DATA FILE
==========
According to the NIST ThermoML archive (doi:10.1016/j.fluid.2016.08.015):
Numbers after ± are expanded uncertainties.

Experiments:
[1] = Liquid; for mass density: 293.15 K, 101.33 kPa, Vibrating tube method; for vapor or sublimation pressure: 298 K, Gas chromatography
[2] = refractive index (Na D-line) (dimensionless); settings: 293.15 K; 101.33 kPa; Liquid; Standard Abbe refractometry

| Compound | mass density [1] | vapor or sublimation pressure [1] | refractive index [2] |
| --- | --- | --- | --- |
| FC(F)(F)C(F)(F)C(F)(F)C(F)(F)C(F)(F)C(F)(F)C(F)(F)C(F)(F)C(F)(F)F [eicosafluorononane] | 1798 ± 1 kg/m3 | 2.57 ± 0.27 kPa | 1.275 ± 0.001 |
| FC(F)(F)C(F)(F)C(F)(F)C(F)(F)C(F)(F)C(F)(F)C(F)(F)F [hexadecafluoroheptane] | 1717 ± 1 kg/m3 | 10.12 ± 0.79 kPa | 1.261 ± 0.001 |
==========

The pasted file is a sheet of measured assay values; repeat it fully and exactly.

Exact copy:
According to the NIST ThermoML archive (doi:10.1016/j.fluid.2016.08.015):
Numbers after ± are expanded uncertainties.

Experiments:
[1] = Liquid; for mass density: 293.15 K, 101.33 kPa, Vibrating tube method; for vapor or sublimation pressure: 298 K, Gas chromatography
[2] = refractive index (Na D-line) (dimensionless); settings: 293.15 K; 101.33 kPa; Liquid; Standard Abbe refractometry

| Compound | mass density [1] | vapor or sublimation pressure [1] | refractive index [2] |
| --- | --- | --- | --- |
| FC(F)(F)C(F)(F)C(F)(F)C(F)(F)C(F)(F)C(F)(F)C(F)(F)C(F)(F)C(F)(F)F [eicosafluorononane] | 1798 ± 1 kg/m3 | 2.57 ± 0.27 kPa | 1.275 ± 0.001 |
| FC(F)(F)C(F)(F)C(F)(F)C(F)(F)C(F)(F)C(F)(F)C(F)(F)F [hexadecafluoroheptane] | 1717 ± 1 kg/m3 | 10.12 ± 0.79 kPa | 1.261 ± 0.001 |